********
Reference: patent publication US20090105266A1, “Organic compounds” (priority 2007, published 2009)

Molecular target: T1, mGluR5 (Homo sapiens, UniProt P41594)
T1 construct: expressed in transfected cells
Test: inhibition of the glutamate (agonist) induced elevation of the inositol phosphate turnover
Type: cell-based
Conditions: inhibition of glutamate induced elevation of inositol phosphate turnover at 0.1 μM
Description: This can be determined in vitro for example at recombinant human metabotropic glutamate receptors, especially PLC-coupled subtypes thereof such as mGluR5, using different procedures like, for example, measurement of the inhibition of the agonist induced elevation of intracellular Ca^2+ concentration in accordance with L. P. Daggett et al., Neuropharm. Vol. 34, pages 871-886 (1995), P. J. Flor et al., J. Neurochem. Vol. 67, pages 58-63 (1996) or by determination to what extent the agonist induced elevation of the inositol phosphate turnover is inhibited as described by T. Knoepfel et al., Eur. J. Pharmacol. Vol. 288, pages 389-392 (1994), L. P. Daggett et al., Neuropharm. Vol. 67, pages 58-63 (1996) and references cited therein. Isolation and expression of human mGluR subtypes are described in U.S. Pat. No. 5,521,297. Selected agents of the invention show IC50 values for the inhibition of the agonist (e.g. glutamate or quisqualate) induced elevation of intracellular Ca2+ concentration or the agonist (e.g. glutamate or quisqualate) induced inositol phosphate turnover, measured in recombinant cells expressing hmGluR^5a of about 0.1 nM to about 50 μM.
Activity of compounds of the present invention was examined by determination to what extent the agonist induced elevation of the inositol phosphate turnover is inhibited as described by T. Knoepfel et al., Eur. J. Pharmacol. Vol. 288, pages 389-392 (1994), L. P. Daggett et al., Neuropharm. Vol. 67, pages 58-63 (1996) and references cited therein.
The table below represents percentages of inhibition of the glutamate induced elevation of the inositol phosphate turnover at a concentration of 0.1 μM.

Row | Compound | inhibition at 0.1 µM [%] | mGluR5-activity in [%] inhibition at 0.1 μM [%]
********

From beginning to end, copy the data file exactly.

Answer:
Reference: patent publication US20090105266A1, “Organic compounds” (priority 2007, published 2009)

Molecular target: T1, mGluR5 (Homo sapiens, UniProt P41594)
T1 construct: expressed in transfected cells
Test: inhibition of the glutamate (agonist) induced elevation of the inositol phosphate turnover
Type: cell-based
Conditions: inhibition of glutamate induced elevation of inositol phosphate turnover at 0.1 μM
Description: This can be determined in vitro for example at recombinant human metabotropic glutamate receptors, especially PLC-coupled subtypes thereof such as mGluR5, using different procedures like, for example, measurement of the inhibition of the agonist induced elevation of intracellular Ca^2+ concentration in accordance with L. P. Daggett et al., Neuropharm. Vol. 34, pages 871-886 (1995), P. J. Flor et al., J. Neurochem. Vol. 67, pages 58-63 (1996) or by determination to what extent the agonist induced elevation of the inositol phosphate turnover is inhibited as described by T. Knoepfel et al., Eur. J. Pharmacol. Vol. 288, pages 389-392 (1994), L. P. Daggett et al., Neuropharm. Vol. 67, pages 58-63 (1996) and references cited therein. Isolation and expression of human mGluR subtypes are described in U.S. Pat. No. 5,521,297. Selected agents of the invention show IC50 values for the inhibition of the agonist (e.g. glutamate or quisqualate) induced elevation of intracellular Ca2+ concentration or the agonist (e.g. glutamate or quisqualate) induced inositol phosphate turnover, measured in recombinant cells expressing hmGluR^5a of about 0.1 nM to about 50 μM.
Activity of compounds of the present invention was examined by determination to what extent the agonist induced elevation of the inositol phosphate turnover is inhibited as described by T. Knoepfel et al., Eur. J. Pharmacol. Vol. 288, pages 389-392 (1994), L. P. Daggett et al., Neuropharm. Vol. 67, pages 58-63 (1996) and references cited therein.
The table below represents percentages of inhibition of the glutamate induced elevation of the inositol phosphate turnover at a concentration of 0.1 μM.

Row | Compound | inhibition at 0.1 µM [%] | mGluR5-activity in [%] inhibition at 0.1 μM [%]